The Égard ad implies that we men should be thanked for risking our lives more than women. To accept this, you must ignore the fact that women are grossly underrepresented in most dangerous jobs, due in large part to generations of systemic discrimination. The well-documented history of hostility towards women in firefighting is an excellent example. Don't get me wrong, I respect and appreciate firefighters and soldiers. Are they brave? No doubt. Are they good people? In my experience, most are, and some are not (they are people after all). Should we honor people who die in the line of duty? Absolutely! But should celebrate the fact that men are more likely than women to do so? No. That is the inevitable mathematical result of the near-total exclusion of women from those jobs.  For generations, American men have been free to pursue any profession we want without being limited by our gender. In 2019, American women are still fighting for that same opportunity. 

As misleading as the first two points are, the next two are far worse. "Is a man a protector?" the voice asks while showing us that 79% of homicide victims are men. Without more information, it sounds as if all those men died defending their families against hordes of criminals, but that is absurd. Homicide victims come from all walks of life and are killed for a great many things, some worthy, some not. In this context the statistic is meaningless. On the other hand, it's worth considering that the latest published FBI data shows that in cases where the perpetrator's gender was known, men were responsible for almost 87% of murders and an even higher percentage of other violent crimes. I'd say that shows we have some room for improvement.

Is a man ... vulnerable?" is perhaps the most galling part of this vapid disaster. We see a man hugging a child, and the statistic is, “Nearly half of fathers without any visitation rights still financially support their children.” First of all, “nearly half ” is hardly something to crow about, especially when it comes to a man being responsible for his own kids. Second, financial support and visitation rights are two separate issues; one is not dependant on the other. A man can lose visitation for many reasons, most of which are pretty ugly, and that has no bearing on his often court-ordered responsibility to provide support. Finally, how this of all things supposed to show that men are vulnerable? The ad makes it look like contributing to the welfare of your own children is some kind of gift and that a man who has lost the right to see his kids should be off the hook. That take isn't just misguided, it's morally repugnant. 

The last two figures raise some interesting questions although they are hardly the kind that would make me think about buying watches. "Is a man disposable?" reminds us that men account for 80% of all suicides, and "Is a man broken?" says that 75% of single homeless people are men. These are truly distressing numbers, which should make us question how men end up in such dire straits.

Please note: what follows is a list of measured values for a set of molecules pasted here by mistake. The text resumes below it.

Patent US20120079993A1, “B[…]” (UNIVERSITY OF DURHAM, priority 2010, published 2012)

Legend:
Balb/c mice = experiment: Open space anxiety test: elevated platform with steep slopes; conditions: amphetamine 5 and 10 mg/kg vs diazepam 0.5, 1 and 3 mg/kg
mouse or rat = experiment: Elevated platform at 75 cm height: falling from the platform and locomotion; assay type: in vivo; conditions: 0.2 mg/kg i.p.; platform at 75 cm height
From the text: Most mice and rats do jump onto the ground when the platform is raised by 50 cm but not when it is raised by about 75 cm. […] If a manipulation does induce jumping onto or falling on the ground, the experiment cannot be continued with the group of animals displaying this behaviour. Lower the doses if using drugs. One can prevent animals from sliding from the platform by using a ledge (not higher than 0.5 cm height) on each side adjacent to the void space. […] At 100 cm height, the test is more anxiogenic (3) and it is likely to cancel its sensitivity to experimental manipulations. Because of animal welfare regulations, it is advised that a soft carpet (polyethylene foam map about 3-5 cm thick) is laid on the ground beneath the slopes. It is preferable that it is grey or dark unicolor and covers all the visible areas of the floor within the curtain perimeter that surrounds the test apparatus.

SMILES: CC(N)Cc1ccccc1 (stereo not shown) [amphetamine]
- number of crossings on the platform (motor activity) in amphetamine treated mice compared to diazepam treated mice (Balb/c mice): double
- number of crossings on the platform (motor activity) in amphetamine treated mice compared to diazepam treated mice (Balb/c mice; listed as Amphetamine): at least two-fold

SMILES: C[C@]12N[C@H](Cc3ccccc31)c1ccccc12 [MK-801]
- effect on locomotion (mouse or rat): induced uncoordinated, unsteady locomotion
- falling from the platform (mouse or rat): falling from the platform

There are many factors at play here, but one jumps right out; the suicide figure represents the number of deaths, not attempts. Women are more likely than men to attempt suicide, but they tend to use less efficient methods like poisoning or slitting their wrists, while men are more inclined to use firearms. Thus, the 80% statistic does not show that men are suffering from suicidal impulses any more than women, only that they are more likely to succeed. I am not trying in any way to diminish the suicide of any person - every suicide is a tragedy. I only want to point out that by using that figure in isolation for dramatic effect Égard disregards the bigger picture for the sake of portraying men as victims.

Homelessness may be even more complex. Factors include poverty, addiction, mental health, domestic violence, urban housing shortages, and other societal issues. It is important to note that the 75% male figure is for single homeless people, not family units, which according to the Department of Housing and Urban Development now comprise 35% of the homeless population (a staggering number that has more than doubled in just three years). Over 60% of people in homeless families are women. At the end of the day, there are still more homeless men than women, and that is certainly something worth study, but for the purpose of this video, it is too little, too late.  

The ad ends on a high note, asking us, "Is a man trying?" and proclaiming "We see the good in men." Needless to say, there are no associated statistics. What is Égard's point? Certainly not to challenge men to harness that good for a positive change. They do pay some lip service to the idea, writing "We agree that issues of abuse, sexual assault, domestic violence, and bullying are serious issues and stand behind those issues being dealt with and getting the attention they need." That's nice, but they are not going to help anyone by peddling red pill talking points masquerading as feel-good advertising. If Égard really wanted to contribute something useful, perhaps they could acknowledge the power men have to affect these problems and encourage us to stand up and do something. Instead, they showed us man at his self-aggrandizing, self-pitying worst. 

If that is the kind of man who wears an Égard watch, you can count me out.